Las Vegas – Pioneer plans its first in-dash navigation units that connect to a cloud-based subscription service to download traffic and other data, and it will launch its first head units that are compatible with iDataLink’s Maestro module to retain OEM infotainment system functions in select Ford, Chrysler and GM vehicles.
The features will appear in four new navigation units and one new DVD-receiver that will be unveiled here at International CES. All are marketed under the Networked Entertainment eXperience (NEX) banner to denote models targeted to heavy smartphone users and featuring a new user interface that controls on-board features and connected services.
All five heads offer Siri Eyes Free, built-in MirrorLink, and AppRadio Mode, expanding these capabilities to more Pioneer head units. AppRadio Mode displays the GUI and video of newer iPhones and many Android phones while also controlling select smartphone apps.
All five heads also create Pandora stations on connected Apple and Android smartphones, control Harman’s Aha Radio smartphone app, and HD Radio Artist Experience, expanding these capabilities to more Pioneer head units.
All five are also said to be the industry’s first head units that stream SiriusXM album art when connected to a SiriusXM SXV200 outboard tuner.
All five are also the company’s first head units to play back high-resolution 192kHz/24-bit FLAC files.
The top-end nav system with 7-inch screen is believed by Pioneer to be the industry’s first aftermarket nav system with capacitive touchscreen.
The five NEX head units are the $1,400-suggested 7-inch AVIC-8000NEX, $1,200 AVIC-7000NEX, 6.1-inch $900 AVIC-6000NEX, and $750 6.1-inch AVIC-5000NEX navigation receivers and the 7-inch $700 AVH-4000NEX DVD-receiver. The top nav system features capacitive touchscreen, while the others have resistive screens.
They will be available in early February.
The cloud-connected nav systems use a feature called AVICSYNC and a connected smartphone to access such connected services as traffic, local search, weather, gas prices and more. Information and data-related icons are overlaid on the nav systems’ screens. For traffic, the heads download data from TomTom’s High Density (HD) Traffic service, which updates traffic every two minutes and covers more roads than other live-traffic services.
The cloud-connected nav systems also download updated map data that becomes available within 90 days of the systems’ first use.
Pioneer’s cloud service and enabling app will be available in the spring. A subscription price hasn’t been announced.
To integrate with OEM infotainment systems without losing OEM features, all five heads will be compatible with iDataLink’s series of Maestro OEM-integration modules.
When the heads are installed with a Maestro module, the OEM systems retain many of the OEM-infotainment features found in, or integrated with, the stock radio, including OnStar in GM vehicles, Sync in Ford vehicles, uConnect features in Chrysler vehicles, factory satellite-radio tuners, and factory Bluetooth. With the modules and NEX receivers, users can also access factory features directly from the receivers’ touchscreens and project NEX receiver information on factory-installed displays.
In launching the five in-dash head units, Pioneer is expanding its selection of AppRadio Mode heads, which display the GUI and video of newer iPhones and many Android phones while also controlling select smartphone apps.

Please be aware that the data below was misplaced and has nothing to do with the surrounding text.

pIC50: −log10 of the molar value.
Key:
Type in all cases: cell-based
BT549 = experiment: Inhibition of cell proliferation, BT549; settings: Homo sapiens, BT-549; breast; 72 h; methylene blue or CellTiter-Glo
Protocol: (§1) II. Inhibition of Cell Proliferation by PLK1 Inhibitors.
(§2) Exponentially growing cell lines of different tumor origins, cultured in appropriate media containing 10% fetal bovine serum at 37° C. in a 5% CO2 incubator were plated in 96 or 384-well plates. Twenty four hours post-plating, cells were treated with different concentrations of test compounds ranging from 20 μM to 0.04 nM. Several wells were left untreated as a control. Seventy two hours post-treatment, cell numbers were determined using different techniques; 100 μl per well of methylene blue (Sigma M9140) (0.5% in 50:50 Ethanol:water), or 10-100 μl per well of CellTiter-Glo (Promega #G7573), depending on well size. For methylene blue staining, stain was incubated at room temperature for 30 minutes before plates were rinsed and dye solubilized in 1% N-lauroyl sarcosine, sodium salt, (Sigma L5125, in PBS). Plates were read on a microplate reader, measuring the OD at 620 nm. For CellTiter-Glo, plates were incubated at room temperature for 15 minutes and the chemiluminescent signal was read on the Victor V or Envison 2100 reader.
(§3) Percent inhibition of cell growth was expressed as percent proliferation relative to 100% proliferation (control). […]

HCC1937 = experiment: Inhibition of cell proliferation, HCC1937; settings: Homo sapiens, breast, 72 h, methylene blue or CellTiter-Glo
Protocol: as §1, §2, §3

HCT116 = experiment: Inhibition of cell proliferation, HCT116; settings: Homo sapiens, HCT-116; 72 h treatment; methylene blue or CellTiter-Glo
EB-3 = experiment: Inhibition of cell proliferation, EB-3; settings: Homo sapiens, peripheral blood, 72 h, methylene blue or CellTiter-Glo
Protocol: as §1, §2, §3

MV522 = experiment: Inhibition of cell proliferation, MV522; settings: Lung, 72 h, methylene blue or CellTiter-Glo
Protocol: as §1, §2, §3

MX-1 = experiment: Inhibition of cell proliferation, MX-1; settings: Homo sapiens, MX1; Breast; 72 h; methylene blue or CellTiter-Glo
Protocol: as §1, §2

The company is also expanding Siri Eyes Free to all of its DVD-receivers and adding the feature to its in-dash navigation receivers for the first time.
The products also include Pioneer’s first in-dash nav heads and DVD-receivers with built-in MirrorLink smartphone connectivity, joining MirrorLink-equipped AppRadio 3 heads and MirrorLink-ready in-dash DVD receivers. The latter require an MHL adapter.
HD Radio Artist Experience displays album art, station logos and other broadcast-related graphics. HD Radio and Artist Experience are available in all new models but the lowest priced new navigation system.
With built-in MirrorLink capability, the heads can be used with an optional $35-suggested cable to access music libraries, navigation applications, phone books and the like from MirrorLink-enabled smartphones available from Samsung and Nokia. The NEX heads display the applications in a manner that makes them safer to use on the road.
With Siri Eyes Free, users of an iPhone 4s, 5, 5c or 5s are able to touch the NEX heads’ displays to activate Siri, which provides hands-free access to many iPhone functions such as music selection, listening to and composing text messages, maps, calendar information, and the like.
When activated, Siri uses a human voice played through the vehicle’s speakers to respond to a user’s questions and commands. Questions and commands are received and transmitted using the external microphone provided with each NEX head.
With AppRadio capability, the NEX heads’ touchscreens control such key iPhone and Android phone functions as media playback, contacts, calendar, and select compatible downloadable apps such as navigation, real-time traffic, on-demand music services, and the like.
To deliver AppRadio functionality, four NEX models come with HDMI input and use optional adapters to connect to the iPhone 5, 5s and 5c equipped with Apple’s Lightning connector. The four heads also use their HDMI input to connect to Android phones equipped with MHL or Micro HDMI outputs. The heads use Bluetooth’s serial port profile and HID (Human Interface Device) profiles to control the Apple and Android smartphones. One model, the $750 AVIC-5000NEX, uses an RGB input and an RGB interface cable to connect to and control the iPhone 5, 5c, and 5s but not Android phones.
The touchscreens of all five heads also display iPhone 4 and 4s user interfaces via composite-video connection and control select phone functions and downloadable apps via USB cable.